The Netflix original documentary, which aimed to expose the flaws in doping testing but led to an exposé of Russia’s sponsored doping program, faced strong competition including Strong Island, which also debuted on Netflix. The win for Icarus makes it Netflix’s second Oscar after The White Helmets took home best documentary (short subject) last year.
Director Bryan Fogel thanked Netflix and the partners who worked with him, his agents, and his parents, but he also used his film to convey a larger message. “We dedicate this award to Dr. Grigory Rodchenkov, our fearless whistleblower who now lives in grave danger,” Fogel said. “We hope Icarus is a wake-up call. Yes, about Russia, but more than that, about the importance of telling the truth. Now more than ever.”
Netflix celebrated Icarus’ win on social media with new graphics, captioning it with “Truth wins.”
— Netflix US (@netflix) March 5, 2018
Netflix was up for eight awards Sunday night in several categories. Along with Strong Island, its film Mudbound was up for four awards—best adapted screenplay, best cinematography, best original song and best supporting actress for Mary J. Blige—but lost all of them. Heroin(e) was up for best documentary (short subject) while On Body and Soul was nominated for best foreign language film, but they lost to Heaven Is a Traffic Jam on the 405 and A Fantastic Woman, respectively. Amazon Studios also struck at the Oscars with its only Oscar nomination, Kumail Nanjiani and Emily Gordon in best original screenplay for The Big Sick, losing to Jordan Peele for Get Out.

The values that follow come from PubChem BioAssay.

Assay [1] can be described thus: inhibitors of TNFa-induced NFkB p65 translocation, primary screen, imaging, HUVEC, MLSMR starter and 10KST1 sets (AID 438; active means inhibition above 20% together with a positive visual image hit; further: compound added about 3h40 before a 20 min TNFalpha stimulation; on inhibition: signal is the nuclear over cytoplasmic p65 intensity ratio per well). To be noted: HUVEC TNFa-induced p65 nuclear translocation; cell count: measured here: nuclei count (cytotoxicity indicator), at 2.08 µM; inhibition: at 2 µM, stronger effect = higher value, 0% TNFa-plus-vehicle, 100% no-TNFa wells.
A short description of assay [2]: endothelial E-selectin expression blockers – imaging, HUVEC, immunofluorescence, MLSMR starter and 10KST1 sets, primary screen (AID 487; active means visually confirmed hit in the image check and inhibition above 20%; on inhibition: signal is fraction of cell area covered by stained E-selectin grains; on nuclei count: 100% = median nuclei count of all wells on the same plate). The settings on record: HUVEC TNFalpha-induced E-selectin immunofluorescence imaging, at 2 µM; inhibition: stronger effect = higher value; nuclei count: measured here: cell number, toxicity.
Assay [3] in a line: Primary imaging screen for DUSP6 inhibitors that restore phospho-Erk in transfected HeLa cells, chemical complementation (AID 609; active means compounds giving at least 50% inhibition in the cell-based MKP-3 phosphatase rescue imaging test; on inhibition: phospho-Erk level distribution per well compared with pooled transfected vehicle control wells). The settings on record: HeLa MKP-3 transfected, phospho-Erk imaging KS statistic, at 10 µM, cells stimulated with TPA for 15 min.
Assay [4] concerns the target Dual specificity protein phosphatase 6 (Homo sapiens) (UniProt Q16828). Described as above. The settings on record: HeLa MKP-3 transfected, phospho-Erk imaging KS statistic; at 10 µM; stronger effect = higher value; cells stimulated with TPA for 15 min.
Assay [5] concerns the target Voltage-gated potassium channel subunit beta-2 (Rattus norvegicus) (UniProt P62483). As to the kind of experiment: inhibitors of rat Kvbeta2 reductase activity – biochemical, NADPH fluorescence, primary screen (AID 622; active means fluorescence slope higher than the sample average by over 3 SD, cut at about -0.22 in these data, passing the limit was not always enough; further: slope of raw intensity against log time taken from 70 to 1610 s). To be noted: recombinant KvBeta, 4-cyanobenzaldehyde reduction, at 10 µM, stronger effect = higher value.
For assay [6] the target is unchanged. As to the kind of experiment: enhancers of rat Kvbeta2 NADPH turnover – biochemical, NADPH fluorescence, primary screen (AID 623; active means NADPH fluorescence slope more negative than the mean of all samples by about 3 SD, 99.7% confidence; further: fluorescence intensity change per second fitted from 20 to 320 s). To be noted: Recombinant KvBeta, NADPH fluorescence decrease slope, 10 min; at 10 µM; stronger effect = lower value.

Crowdfunding also received a big win at the Oscars. The Silent Child, which was funded for £12,685 ($17,516.46) on Indiegogo, took home the award for live action short. Writer Rachel Shenton also gave her speech in sign language, a promise she made to the star of the film, as she thanked the Academy for giving the issues tackled in the film a spotlight. Shenton’s fiancé and fellow winner, Chris Overton, used his time to express thanks to everyone who made the film possible, including the people who supported the film on Indiegogo.
“Our movie is about a deaf child being born into a world of silence,” Shenton said. “It’s not exaggerated or sensationalized for the movie; this is happening. Millions of children all over the world live in silence and face communication barriers and particularly access to education. Deafness is a silent disability—you can’t see it and it’s not life-threatening—so I want to say the biggest of thank yous to the Academy for allowing us to put this in front of a mainstream audience.”